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Future of the Hearn Generating Station

CDL.TO

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Hearn, in danger of demolition, is a part of our heritage

Peter Kuitenbrouwer December 14, 2010 – 7:29 am

http://news.nationalpost.com/2010/12/14/peter-kuitenbrouwer-hearn-is-a-part-of-our-heritage/

The Richard L. Hearn Thermal Generating Station, Toronto’s largest and most remarkable heritage building, is in danger of imminent demolition. That must not happen.

Wreckers demolish just about everything in this unsentimental town, but even Toronto saves a building now and then. Take Old City Hall. In 1967, the Eatons wanted to knock down our Richardsonian Romanesque jewel in red sandstone (1899) for an even bigger Eaton Centre, and preservationists went to the barricades. The good guys won. Now it’s time to fight again.

The Hearn, built in 1952 at 440 Unwin Avenue, just east of Cherry Beach, is a late-deco behemoth in red brick with translucent windows; its 70-storey smokestack remains one of the 10 tallest structures in Canada. Since 1993, when Ontario Hydro stopped producing electricity here, it has sat empty.

Studios of America, a company in Vaughan with a lease on the Hearn power plant from Ontario Power Generation, has applied, with its wrecking company, Quantum Murray, to demolish the Hearn.

“The lease deal [which runs until 2024] allows them to demolish the building for development, as long as appropriate laws are met,†says Ted Gruetzner, a spokesman for OPG.

The Toronto Building Office web site notes a “Proposal to demolish existing eight-storey generating facility structure, the ‘Hearn Power Plant’ to the top of the slab. Generating stack to remain. No proposal for replacement building at this point.â€

City spokesman Bruce Hawkins adds, “The permit has not been issued as we are awaiting the Municipal Road Damage Deposit.â€
Councillor Paula Fletcher (Toronto-Danforth), in whose ward the Hearn sits, is ringing the alarm. She will bring a motion before city council on Thursday that the city “reaffirms the city’s interest in the protection and preservation of the Hearn Generating Station,†and that council, “request that OPG, prior to exercising its right to demolish the property, hold a public meeting and consult with the ward councillor, the chief planner,†as well as officials with Heritage, Economic Development and Waterfront Toronto.

Other fans are lining up in the Hearn’s corner. Councillor Adam Vaughan (Trinity-Spadina), voted against a plan to spend $80-million on a new, four-storey stacked ice rink in the port (a rare point of agreement with Rob Ford) because Mr. Vaughan believes we should build our Portland hockey and skating palace in the Hearn.

“The reality is that the industrial engineering would make it perfect for a hockey rink,†Mr. Vaughan said on Monday. “It’s cheaper to reuse it than to demolish. We wouldn’t have to build an $80-million rink. It’s the smartest thing to do. We have $34-million (from Ottawa) that has to be spent on the waterfront on a sports facility, and we have to do it soon.â€

Studios of America agrees. Paul Vaughan, a spokesman for the company, has written to Case Ootes, who headed Mayor Rob Ford’s transition team, and to Ms. Fletcher, begging them to talk to him about using the Hearn for a hockey rink. (Studios of America has drawings by architect Stefan Behnisch in Stuttgart of rinks in the Hearn.) No one has replied. Hence the application to demolish.

“We are spreading our options to every possible alternative,†Mr. Vaughan says. “If Rob Ford wants to save the taxpayers $56-million and build his rink there, then God bless him. If someone else wants to demolish and build big box retail, so be it.â€

On Monday I reached Dan Dubowitz in Tuscany. He is a British photographer who travels the world, exploring wastelands. Mr. Dubowitz took photographs inside the Hearn in the past few weeks; one of those photos appears in his current show at Toronto’s Bau-Xi Gallery. He loves the Hearn.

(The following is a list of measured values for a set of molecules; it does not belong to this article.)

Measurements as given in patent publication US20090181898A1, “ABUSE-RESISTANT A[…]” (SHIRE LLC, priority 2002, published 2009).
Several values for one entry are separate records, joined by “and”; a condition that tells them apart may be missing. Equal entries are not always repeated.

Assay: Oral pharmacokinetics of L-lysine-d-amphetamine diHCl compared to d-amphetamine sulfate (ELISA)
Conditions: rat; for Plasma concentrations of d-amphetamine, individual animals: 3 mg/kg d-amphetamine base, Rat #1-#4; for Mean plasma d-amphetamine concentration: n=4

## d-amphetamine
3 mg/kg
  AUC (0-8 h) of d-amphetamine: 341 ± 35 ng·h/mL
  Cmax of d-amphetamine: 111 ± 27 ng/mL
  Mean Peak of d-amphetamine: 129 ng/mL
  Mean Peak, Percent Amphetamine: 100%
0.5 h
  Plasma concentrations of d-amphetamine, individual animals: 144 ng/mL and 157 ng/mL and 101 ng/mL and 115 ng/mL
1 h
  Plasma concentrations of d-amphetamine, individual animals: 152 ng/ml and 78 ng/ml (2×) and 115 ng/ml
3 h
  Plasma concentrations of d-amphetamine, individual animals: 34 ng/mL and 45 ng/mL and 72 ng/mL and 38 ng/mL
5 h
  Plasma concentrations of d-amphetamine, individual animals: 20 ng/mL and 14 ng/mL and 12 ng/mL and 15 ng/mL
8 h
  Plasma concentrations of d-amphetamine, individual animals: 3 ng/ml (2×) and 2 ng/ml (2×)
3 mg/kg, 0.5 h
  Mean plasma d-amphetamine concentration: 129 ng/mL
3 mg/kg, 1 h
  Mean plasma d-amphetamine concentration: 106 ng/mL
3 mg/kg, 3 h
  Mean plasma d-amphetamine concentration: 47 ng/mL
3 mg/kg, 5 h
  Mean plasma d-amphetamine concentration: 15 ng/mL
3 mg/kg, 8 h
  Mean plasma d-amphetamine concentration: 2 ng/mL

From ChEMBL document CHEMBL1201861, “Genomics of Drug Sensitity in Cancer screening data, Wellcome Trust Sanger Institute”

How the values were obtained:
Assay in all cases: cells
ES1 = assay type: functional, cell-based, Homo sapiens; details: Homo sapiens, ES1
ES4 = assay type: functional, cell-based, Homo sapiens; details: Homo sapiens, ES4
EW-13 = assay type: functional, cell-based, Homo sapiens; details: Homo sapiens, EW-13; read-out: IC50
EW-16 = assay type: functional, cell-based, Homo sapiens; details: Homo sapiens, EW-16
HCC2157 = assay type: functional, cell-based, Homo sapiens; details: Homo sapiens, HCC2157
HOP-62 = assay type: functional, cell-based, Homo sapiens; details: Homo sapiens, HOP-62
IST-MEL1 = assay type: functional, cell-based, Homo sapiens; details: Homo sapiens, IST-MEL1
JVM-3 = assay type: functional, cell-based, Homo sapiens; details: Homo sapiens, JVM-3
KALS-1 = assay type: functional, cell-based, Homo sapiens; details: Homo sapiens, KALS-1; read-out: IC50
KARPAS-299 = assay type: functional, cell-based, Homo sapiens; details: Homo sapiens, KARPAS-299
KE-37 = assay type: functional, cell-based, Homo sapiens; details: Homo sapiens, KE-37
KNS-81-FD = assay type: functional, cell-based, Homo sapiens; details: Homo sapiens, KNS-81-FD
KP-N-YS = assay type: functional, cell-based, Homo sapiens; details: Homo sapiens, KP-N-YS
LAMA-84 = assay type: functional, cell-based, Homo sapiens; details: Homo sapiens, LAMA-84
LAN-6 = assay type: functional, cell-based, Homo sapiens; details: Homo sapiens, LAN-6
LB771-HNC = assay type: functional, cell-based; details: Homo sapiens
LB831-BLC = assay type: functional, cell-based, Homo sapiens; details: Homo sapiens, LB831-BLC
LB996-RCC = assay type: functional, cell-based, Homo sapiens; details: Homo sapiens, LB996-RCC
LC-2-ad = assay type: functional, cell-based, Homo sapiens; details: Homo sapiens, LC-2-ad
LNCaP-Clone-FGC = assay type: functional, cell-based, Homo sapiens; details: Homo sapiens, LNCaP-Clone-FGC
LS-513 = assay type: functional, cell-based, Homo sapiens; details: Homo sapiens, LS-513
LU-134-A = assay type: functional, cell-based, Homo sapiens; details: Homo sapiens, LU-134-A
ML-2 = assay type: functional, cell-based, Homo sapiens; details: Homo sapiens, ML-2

“Every city wants its Tate Britain, its Sydney Opera House, its Guggenheim Bilbao,†Mr. Dubowitz says. “Cities all over the world would be over the moon to have a building like the Hearn. It’s there. It doesn’t need to be knocked down. It’s got parking all around. Everything is perfect. It just needs will, funding and inspiration.â€

All of which are occasionally available in Toronto — just look at the Brickworks, Distillery and Wychwood Barns. We have the power to make this happen.
 

TOareaFan

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Pardon the pun....but the demolition permit application sounds like a power play...nothing more.....trying to force a decision on the hockey rink idea with a "pick this option or we knock it down"....a move designed to generate media and public support.
 

junctionist

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Pardon the pun....but the demolition permit application sounds like a power play...nothing more.....trying to force a decision on the hockey rink idea with a "pick this option or we knock it down"....a move designed to generate media and public support.
Once they have the permit, they can do anything. We shouldn't lose this great industrial building. You have to see in person to appreciate what mammoth building it is and the monumental scale of power generation. It's quite impressive.
 

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Toronto Star article:

Virtual Reality Tours of R.L. Hearn Generating Station

Eastern section: http://192.206.150.50/newmedia/vr/Hearn_East.html
At mid-level landing:http://192.206.150.50/newmedia/vr/Landing_swf.html
Second level control room: http://192.206.150.50/newmedia/vr/Controlroom_swf.html
Administration office stairwell: http://192.206.150.50/newmedia/vr/HearnStairwell_swf.html


Hume: Powerful Reasons to Keep the Hearn Station

The R.L. Hearn Generating Station on Unwin Ave. in the Toronto portlands is seen in this 2006 photo.
BORIS SPREMO/TORONTO STAR

Video: Hume - Saving the Hearn:http://www.thestar.com/videozone/912795--hume-saving-the-hearn

Christopher Hume
December 27, 2010

The R.L.Hearn Generating Station closed down years ago, but it has lost none of its power to electrify. Sitting on Unwin Ave., in deepest reaches of the old Port Lands, the vast structure — Pharaonic in scale — recalls a time when building the infrastructure was the great task of the age.

Now it sits empty, and although not entirely abandoned, threatened with destruction, the frequent fate for landmarks in this city.

When construction of the Hearn began in the late 1940s, the idea was to provide power to a fast-growing region. Its location close to the shipping channel was chosen for ease of unloading the huge quantities of coal that powered the giant turbines. It opened in 1951, was expanded and changed to natural gas. During its heyday in the early ’60s, no fewer than 600 people worked at the station. But even before it was finished, the Hearn faced difficulties; nuclear power offered a cleaner alternative.